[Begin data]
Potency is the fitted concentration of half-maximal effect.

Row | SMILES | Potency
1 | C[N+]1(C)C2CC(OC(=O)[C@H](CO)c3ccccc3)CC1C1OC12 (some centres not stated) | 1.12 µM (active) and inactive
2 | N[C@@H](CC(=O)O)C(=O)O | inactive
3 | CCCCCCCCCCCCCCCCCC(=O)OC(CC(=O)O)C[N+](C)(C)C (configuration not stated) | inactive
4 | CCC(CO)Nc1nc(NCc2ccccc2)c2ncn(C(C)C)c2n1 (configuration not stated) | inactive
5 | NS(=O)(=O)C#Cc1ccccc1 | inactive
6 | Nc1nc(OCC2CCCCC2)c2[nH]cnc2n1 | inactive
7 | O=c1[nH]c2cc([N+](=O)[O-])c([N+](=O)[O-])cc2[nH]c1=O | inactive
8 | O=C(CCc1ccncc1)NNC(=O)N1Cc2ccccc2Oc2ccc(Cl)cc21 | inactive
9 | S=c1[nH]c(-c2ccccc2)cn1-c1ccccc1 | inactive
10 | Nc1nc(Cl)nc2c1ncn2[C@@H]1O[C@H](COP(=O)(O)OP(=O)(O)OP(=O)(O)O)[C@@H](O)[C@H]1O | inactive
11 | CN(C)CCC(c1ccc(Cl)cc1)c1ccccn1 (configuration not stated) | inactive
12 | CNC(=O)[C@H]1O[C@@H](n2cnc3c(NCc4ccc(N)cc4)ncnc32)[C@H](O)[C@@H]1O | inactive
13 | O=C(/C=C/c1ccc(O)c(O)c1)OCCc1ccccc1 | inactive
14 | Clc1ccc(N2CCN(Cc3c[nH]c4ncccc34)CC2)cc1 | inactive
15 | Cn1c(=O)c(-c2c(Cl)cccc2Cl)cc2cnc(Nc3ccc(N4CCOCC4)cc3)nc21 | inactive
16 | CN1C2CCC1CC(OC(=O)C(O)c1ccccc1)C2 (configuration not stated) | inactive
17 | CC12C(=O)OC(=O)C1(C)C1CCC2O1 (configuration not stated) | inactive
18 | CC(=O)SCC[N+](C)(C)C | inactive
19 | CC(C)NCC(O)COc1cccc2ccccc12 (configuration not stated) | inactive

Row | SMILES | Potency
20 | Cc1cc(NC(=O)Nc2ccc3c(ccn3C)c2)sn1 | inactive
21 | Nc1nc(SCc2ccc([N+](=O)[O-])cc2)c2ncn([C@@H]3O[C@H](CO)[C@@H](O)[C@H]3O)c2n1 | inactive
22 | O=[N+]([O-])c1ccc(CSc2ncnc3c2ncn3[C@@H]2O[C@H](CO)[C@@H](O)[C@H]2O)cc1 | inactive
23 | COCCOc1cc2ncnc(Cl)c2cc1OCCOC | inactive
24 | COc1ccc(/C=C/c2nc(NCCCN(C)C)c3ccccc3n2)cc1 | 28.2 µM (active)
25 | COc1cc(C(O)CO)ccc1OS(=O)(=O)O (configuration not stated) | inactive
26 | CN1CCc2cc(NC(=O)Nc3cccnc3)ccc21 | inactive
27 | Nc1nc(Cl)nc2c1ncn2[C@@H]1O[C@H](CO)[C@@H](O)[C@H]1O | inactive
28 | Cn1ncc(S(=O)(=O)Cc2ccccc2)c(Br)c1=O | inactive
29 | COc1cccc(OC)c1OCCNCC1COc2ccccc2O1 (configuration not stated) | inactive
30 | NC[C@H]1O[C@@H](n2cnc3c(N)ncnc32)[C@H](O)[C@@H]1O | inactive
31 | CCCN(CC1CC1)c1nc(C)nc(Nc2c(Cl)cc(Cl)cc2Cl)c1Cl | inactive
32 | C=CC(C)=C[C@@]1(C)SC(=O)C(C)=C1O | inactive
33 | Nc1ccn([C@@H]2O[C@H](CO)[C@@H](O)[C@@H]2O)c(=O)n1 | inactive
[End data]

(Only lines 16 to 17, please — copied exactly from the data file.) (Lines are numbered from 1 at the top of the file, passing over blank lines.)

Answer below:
14 | Clc1ccc(N2CCN(Cc3c[nH]c4ncccc34)CC2)cc1 | inactive
15 | Cn1c(=O)c(-c2c(Cl)cccc2Cl)cc2cnc(Nc3ccc(N4CCOCC4)cc3)nc21 | inactive